The data science industry is currently hearing a roar for new buzz word – Data Champions, who are also termed as data steward or data evangelist. Such professionals are gaining gradual and smooth acceleration in their popularity and importance across enterprises. The trends reveal that rising need for flawless data governance and management is the core of upsurge in demand for data champion. But who are these people? What makes data champions different from other data professionals?
According to a report, the essential capabilities of data champions include, being highly skilled in IT processes and he must possess a 360-degree view of the business requirements. Organizations functioning globally require the data champions to have a good sense of strategic data needs. To inspire the users to follow the data governance framework in an organization, it is necessary for the data champions to be well respected, have a good rapport with the users, and possess business maturity. The data champions should hail from the CXO level, as domain expertise and a grasp of technology are the key essentials. The data champions should possess analytical skills, backed up with an awareness of the latest data management and data security trends.
A data champion is responsible for evangelizing the data processes in the organization to the business users. The need for a data champion will become acute when an organization is upgrading or buying a new BI system. He should be efficient in communicating the limitations of technology to the business users and promoting data governance and data management in an organization. He must implement a solid data process and guidelines, and ensuring that they are being followed. Forming the strategic vision of an organization as one of the inner circle executives and providing cost optimization of the IT expenditure in information systems while mapping the requirements with the existing systems and conducting gap analysis are some of the major responsibilities of a data champion.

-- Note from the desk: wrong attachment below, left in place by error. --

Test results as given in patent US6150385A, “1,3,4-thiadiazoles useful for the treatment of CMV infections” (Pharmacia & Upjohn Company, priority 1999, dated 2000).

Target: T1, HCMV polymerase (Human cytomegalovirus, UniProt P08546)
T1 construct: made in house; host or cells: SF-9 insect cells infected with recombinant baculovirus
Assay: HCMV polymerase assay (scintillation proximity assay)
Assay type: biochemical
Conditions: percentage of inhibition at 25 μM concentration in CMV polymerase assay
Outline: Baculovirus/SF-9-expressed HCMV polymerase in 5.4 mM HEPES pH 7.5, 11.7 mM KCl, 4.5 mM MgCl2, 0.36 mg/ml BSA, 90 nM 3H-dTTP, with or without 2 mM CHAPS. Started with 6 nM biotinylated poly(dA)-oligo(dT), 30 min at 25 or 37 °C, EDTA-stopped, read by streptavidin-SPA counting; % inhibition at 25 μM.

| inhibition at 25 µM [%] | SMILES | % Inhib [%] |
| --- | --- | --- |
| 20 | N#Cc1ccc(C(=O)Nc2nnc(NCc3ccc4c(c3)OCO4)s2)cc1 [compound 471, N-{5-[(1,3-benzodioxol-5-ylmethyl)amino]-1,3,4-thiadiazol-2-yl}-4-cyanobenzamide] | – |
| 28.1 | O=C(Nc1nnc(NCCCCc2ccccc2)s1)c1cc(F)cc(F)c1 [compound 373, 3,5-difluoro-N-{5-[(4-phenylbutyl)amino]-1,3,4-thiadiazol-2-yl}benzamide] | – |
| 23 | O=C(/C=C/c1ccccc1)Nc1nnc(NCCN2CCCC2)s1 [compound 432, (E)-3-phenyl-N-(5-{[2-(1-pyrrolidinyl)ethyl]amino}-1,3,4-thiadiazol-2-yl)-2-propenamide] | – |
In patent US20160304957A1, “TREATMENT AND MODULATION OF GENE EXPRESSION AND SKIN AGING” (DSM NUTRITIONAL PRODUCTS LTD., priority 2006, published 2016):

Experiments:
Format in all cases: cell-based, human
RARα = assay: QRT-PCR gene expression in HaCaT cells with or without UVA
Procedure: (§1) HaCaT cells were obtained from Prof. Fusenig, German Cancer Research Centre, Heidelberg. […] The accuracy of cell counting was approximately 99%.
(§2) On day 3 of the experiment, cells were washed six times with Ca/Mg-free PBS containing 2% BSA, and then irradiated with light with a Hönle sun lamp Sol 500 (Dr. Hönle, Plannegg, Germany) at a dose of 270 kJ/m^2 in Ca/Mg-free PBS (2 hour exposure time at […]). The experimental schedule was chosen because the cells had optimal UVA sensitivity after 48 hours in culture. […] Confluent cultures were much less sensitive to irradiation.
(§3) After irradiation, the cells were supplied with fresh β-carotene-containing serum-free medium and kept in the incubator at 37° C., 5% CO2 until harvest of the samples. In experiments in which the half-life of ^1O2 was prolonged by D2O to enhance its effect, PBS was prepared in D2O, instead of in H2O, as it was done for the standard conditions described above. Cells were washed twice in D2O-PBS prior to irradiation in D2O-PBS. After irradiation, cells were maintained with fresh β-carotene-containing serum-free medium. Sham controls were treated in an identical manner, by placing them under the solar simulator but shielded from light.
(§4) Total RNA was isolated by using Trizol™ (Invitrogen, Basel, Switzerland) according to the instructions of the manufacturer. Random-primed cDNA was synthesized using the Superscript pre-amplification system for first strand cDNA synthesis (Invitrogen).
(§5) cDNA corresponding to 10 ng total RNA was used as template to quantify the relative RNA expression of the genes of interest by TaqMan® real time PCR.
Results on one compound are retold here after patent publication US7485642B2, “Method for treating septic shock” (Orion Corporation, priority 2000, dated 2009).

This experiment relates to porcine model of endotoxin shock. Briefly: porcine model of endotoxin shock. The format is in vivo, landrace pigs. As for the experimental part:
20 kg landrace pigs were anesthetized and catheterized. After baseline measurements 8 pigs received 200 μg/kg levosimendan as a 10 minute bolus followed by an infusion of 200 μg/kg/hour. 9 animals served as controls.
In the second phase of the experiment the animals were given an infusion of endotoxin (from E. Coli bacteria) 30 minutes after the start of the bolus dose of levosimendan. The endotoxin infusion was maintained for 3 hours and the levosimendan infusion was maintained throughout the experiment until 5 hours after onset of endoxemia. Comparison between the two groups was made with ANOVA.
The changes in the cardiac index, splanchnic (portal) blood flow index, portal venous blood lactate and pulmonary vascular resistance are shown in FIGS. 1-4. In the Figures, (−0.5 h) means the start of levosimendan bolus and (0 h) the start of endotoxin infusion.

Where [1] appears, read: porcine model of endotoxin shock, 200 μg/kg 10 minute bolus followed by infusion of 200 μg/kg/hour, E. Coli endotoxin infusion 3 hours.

Need for Data Champions
Jane Crofts, the founder of Data To The People and author of Databilities, believes, “The money has already been invested in the systems and tools. Clearly, the focus now should be angled at equipping the workforce with the skills and competencies to read, write and comprehend data in their organizational context.”
To truly build data analytics capabilities, companies need to make sure that awareness is established, data literacy is fostered, and a data-first mindset is achieved.
“Data literacy gives an individual the power to see through the numbers, find the meaning and connect the dots; a data-literate individual has the ability to understand, communicate and create new value from the data they’ve been able to collect or access,” Crofts told Tech Wire Asia.
More importantly, companies need to tap into the collective brainpower of their workforce and reward their curiosity. It’s also key for companies to find hidden talents or ‘data champions’ among their workforce – those who can be key in supporting and encouraging the use of data in daily operations.
These champions can help augment organization-wide efforts in measuring current performance levels and bridging skill gaps before the company can proceed to chart the next steps in scaling up capabilities.